Selected Loads For USFA Single Actions
.45 Colt Single Action 4 ¾”
Bullet/Load MV 5 Shots at 50 Ft.
Oregon Trail 255/8.0 gr. Unique 798 3/4”
Oregon Trail 255/6.0 gr. Red Dot 810 1 1/4”
Oregon Trail 255/7.2 gr. WW231 797 1 3/4”
Oregon Trail 255/18.5 gr. H4227 855 1 1/2”
Oregon Trail 250/6.2 gr. WW452AA 775 1”
Oregon Trail 250/6.2 gr. AAN100 799 3/4”
RCBS #45-270/8.0 gr. Unique 783 1 3/4”
.38-40 (.38 WCF) Single Action 7 ½”
Bullet/Load MV 5 Shots at 50 Ft.
Black Hills 180 RNFP 999 1”
Oregon Trail 180/8.0 gr. True Blue 844 1 3/8”
Oregon Trail 180/17.0 gr. H4227 824 7/8”
Oregon Trail 180/7.0 gr. WW231 883 1 3/8”
Meister 180/8.0 gr. Unique 960 7/8”
Lyman #401452/8.0 gr. Unique 1,034 1”
The standard chambering for USFA Single Actions is .45 Colt, however other choices include .32 WCF (.32-20), .41 Long Colt, .38 Special, .38 WCF (.38-40), .44 WCF (.44-40), .45 ACP, .44 Russian, and 44 Special. The latter can be marked “RUSSIAN AND S&W SPECIAL 44” as were Colt Single Actions until 1929. The .44 Russian cartridge arrived in 1871; the longer .44 Special in 1908. Pre-War Colts and Smith & Wessons were used with what was available, either .44 Russian or the then relatively new .44 Special as they were twins ballistically speaking.
The USFA Custom Shop also offers a full blue or nickel finish; walnut, pearl, or ivory stocks; and special engraving from names all the way up to full coverage scroll engraving. For those placing function over form, USFA also offers the Rodeo in both .38 Special and .45 Colt. The less expensive Rodeo is the same basic sixgun as the Single Action Army however it comes with bead blasted satin blue finish instead of the beautiful finish of the standard revolver.
United States Firearms Single Actions are not what you would call inexpensive. These revolvers are not assembly line mass-produced and either USFA has excellent machinery producing perfect parts or it takes a lot of hand fitting to produce a single action sixgun of this quality. However they have managed to keep the suggested retail price just about halfway in between a quality replica and a 3rd Generation Colt Single Action.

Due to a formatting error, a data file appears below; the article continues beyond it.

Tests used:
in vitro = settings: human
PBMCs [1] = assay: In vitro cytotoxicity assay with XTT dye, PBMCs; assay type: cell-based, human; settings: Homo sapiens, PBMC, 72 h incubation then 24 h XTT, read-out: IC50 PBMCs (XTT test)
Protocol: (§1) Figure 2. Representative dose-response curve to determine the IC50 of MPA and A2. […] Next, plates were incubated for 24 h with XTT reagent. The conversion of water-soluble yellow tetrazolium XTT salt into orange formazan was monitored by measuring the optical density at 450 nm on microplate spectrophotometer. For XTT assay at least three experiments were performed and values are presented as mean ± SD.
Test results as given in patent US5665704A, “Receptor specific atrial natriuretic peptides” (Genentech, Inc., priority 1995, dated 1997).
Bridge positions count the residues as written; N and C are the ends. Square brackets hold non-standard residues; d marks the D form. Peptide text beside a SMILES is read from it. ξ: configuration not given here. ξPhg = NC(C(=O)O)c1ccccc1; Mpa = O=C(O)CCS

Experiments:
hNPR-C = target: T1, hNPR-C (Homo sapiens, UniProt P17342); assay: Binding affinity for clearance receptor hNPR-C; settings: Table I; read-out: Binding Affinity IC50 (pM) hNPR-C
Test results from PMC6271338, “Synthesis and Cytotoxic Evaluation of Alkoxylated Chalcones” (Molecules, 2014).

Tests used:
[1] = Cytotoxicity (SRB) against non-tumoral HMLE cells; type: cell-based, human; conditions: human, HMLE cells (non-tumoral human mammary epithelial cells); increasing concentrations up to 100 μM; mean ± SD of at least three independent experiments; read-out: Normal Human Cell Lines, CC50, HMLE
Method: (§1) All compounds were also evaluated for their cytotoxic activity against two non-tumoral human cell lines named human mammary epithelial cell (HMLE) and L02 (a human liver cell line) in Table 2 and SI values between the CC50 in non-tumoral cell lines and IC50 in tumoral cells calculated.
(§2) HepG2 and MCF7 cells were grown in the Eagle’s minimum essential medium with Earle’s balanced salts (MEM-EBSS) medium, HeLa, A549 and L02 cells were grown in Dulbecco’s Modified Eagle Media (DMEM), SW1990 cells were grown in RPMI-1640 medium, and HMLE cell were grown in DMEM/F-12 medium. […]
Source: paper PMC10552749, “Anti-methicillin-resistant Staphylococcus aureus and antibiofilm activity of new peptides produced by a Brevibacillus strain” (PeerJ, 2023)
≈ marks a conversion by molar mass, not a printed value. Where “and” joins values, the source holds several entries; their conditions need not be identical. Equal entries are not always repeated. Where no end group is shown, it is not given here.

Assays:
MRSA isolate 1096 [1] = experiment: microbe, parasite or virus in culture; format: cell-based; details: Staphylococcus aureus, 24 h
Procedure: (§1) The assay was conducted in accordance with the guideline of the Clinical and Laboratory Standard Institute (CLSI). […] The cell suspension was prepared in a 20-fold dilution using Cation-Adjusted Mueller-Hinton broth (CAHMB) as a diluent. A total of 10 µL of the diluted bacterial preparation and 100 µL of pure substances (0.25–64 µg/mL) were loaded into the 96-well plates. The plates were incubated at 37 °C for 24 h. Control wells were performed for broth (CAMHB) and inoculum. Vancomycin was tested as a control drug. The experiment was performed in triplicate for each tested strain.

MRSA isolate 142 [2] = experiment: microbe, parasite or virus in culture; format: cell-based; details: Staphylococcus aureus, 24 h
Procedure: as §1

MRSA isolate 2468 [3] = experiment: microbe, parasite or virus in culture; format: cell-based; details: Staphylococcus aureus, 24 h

Remember the original Colt Single Action and then the replica both marked Russian and S&W Special 44? The original was sold, the replica is, well still a replica, but after this year’s SHOT Show I ordered not one, but two 7 1/2” USFA, both .44 Specials for testing and evaluating, one reminiscent of the old Colt with identical markings and a full blue Flat-Top Target also with a 7 1/2” barrel. USFAs are beautiful .44 Special sixguns, made as well or better as any of the 1st Generation Colts, finally finished, tight with no cylinder play either front to back or side to side, and they shoot as good as they look. Every thing positive said about the .45 Colt and .38-40 USFA Single Actions also applies to the .44 Special versions. My only decision now is what caliber or version to order next.
Great .44 Special sixguns and genuine Keith bullets belong together. I have molds from Lyman, RCBS, and NEI, all casting Keith bullets that are very close to Keith’s original design. However, for those that do not cast, Lynn Halstead of Dry Creek Bullet Works offers a 255 grain Keith that clocks out at just over 900 fps over 7.5 grains of Unique making an excellent everyday working load for the USFA .44 Special.
Selected Loads For USFA Single Actions
.44 Special Single Action 7 ½”
Load MV 5Shots/50 Ft.
Oregon Trail 240 SWC/6.0 gr. Unique 770 1 1/4”
Oregon Trail 240 SWC/5.0 gr. Bullseye 798 1 1/4”
Oregon Trail 240 SWC/5.5 gr. WW452AA 870 3/4”
Oregon Trail 240 SWC/8.0 gr. Universal 993 1 1/2”
Oregon Trail 240 SWC/7.0 gr. Unique 925 1 3/8”
Dry Creek 255KT/7.5 gr. Unique 905 1 3/8”
Lyman #429421/7.5 gr. Unique 975 1 3/4”
Lyman #429215GC/7.2 gr. Unique 1,015 1 1/4”
RCBS 250KT/7.5 gr. Unique 999 1”
.44 Special Flat-Top Target 7 ½”
Load MV 5Shots/20 Yds
Oregon Trail 240 SWC/5.0 gr. Bullseye 858 1 1/4”
Oregon Trail 240 SWC/5.5 gr. WW452AA 873 13/8”
Oregon Trail 240 SWC/8.0 gr. Universal 1,092 2”
Lyman #42924215C/7.5 gr. Unique 1,048 1 3/8”
Winchester 240RNFP 769 1 1/4”
Federal 200 SWCLHP 1,014 3/4”
Blazer 200 Gold Dot JHP 1,028 5/8”
Speer 200 Gold Dot JHP 908 1 1/8”